Lymphatic problems can be helped by modifying diet. Surgery can sometimes be needed if there is swelling around the heart and Lungs. Low growth ratecan be treated with a growth hormone treatment. Vision problems are common, so eye exams are needed every two years. In some rare cases surgery may be required, such as cataracts.
David McNamee and other researchers at the University of California-Los Angeles on November 10, 2014, claim to have found the source of the disease and a treatment for people’s trouble with cognitive function. There are eight genes currently known that can cause Noonan Syndrome, one of these eight genes overproduces hyperactive Ras, which controls communication between brain cells. It is important because they are the center of regular cellular functions.
According to Alberto Fernandez-Medarde and Eugenio Santos if this gene is disturbed then the pathways are disrupted causing tumor development. Tumors can be present in some Noonan syndrome cases. With a large a
bout of mutated Ras the brain cells have problems learning.
To treat this, the California researchers applied the drug statins to a mouse that had a large amount of Ras and compared it to another mouse that also had large amount of Ras but wasn’t treated with statins. Both mice were put in a maze. One mouse kept turning and returning into the same dead ends, but the mouse with the statins navigated quickly through the maze and remembered dead ends. Statins are any group of drugs that act to reduce fats including Ras, triglycerides and cholesterol. The next thing they are going to do is clinical trials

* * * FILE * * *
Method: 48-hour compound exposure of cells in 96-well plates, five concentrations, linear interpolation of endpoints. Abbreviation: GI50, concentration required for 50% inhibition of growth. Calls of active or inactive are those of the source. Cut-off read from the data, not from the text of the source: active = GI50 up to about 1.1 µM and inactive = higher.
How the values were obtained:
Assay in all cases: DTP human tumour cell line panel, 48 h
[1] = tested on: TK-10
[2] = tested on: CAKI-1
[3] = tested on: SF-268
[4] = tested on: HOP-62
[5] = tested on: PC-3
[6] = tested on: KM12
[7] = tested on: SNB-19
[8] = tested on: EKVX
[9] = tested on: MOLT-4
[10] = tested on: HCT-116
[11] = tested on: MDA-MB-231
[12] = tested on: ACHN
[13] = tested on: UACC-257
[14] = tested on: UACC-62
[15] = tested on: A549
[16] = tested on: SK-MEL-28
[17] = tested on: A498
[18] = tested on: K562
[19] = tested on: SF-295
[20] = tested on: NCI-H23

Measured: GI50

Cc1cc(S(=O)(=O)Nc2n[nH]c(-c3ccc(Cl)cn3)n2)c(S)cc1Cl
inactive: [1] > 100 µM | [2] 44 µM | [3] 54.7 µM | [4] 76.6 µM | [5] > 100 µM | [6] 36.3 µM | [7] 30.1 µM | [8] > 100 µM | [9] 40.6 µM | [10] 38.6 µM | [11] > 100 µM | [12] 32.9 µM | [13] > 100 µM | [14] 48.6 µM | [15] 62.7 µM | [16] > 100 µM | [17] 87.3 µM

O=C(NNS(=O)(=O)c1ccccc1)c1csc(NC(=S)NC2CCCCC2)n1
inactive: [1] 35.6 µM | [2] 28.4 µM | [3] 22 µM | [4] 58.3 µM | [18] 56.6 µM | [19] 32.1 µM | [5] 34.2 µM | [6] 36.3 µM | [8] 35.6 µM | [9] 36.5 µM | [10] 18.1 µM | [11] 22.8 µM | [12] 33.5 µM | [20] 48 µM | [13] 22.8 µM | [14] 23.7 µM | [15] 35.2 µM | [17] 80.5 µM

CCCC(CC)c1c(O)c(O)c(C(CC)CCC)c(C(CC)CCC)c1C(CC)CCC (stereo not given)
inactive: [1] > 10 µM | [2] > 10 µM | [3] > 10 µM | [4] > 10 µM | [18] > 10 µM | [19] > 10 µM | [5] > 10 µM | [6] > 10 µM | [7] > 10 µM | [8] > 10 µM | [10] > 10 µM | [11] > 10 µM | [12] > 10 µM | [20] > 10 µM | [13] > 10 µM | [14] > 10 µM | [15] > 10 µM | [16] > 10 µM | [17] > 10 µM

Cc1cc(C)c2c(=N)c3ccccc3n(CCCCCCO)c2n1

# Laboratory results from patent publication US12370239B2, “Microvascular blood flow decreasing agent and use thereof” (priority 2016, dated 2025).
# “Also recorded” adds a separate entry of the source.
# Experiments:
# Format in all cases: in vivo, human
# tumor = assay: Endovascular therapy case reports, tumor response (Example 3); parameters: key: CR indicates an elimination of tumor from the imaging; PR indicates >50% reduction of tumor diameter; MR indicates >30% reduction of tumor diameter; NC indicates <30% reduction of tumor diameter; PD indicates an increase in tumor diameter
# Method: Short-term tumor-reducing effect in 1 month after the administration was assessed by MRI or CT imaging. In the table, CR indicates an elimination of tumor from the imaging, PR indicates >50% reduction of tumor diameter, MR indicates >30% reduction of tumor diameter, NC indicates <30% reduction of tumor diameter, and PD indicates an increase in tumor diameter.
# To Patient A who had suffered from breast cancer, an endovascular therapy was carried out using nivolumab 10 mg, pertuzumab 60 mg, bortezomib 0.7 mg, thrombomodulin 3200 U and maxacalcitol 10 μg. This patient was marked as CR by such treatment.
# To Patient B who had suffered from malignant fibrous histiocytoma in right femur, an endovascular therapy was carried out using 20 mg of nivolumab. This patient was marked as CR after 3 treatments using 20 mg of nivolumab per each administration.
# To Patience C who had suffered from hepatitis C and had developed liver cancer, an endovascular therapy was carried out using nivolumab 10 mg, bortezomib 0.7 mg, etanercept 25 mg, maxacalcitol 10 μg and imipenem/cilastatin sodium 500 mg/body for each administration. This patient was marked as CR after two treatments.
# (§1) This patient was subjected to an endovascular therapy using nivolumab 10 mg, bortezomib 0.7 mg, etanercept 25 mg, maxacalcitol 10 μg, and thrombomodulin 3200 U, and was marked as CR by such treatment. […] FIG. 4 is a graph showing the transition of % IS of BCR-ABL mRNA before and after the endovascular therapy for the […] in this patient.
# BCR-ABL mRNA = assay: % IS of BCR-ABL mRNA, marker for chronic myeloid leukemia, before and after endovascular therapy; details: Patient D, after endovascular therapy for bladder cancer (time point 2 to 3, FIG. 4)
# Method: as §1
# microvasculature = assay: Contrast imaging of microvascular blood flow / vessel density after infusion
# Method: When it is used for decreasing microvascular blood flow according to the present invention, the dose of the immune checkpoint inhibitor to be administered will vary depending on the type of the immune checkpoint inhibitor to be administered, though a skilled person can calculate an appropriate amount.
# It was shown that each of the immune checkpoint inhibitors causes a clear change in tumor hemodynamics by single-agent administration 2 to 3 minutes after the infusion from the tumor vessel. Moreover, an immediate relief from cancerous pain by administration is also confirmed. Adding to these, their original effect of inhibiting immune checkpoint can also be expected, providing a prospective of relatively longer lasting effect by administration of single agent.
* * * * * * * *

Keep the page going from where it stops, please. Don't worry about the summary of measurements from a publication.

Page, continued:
. Zaria is one year old and has almost half of her teeth; we think she will need braces and maybe home schooling. She has a new baby brother, but he is much too young for her to play with yet, although she tries. She started crawling recently and now she won’t stop moving.
“I can’t even begin to imagine what Ashley, my first born, could be going through,” says Zaria’s grandmother. “She’s raising two babies and one of them have Noonan syndrome, it just astonishes my how strong she can be.”
“I love Zaria so much, but I won’t get to do the things I did with her sisters when they were her age because of her size and development issues,” remarks her niece. “But it’s not like I won’t get to do fun things with Zaria either, they will just be safer.” Brooke Hafling Jada Saunders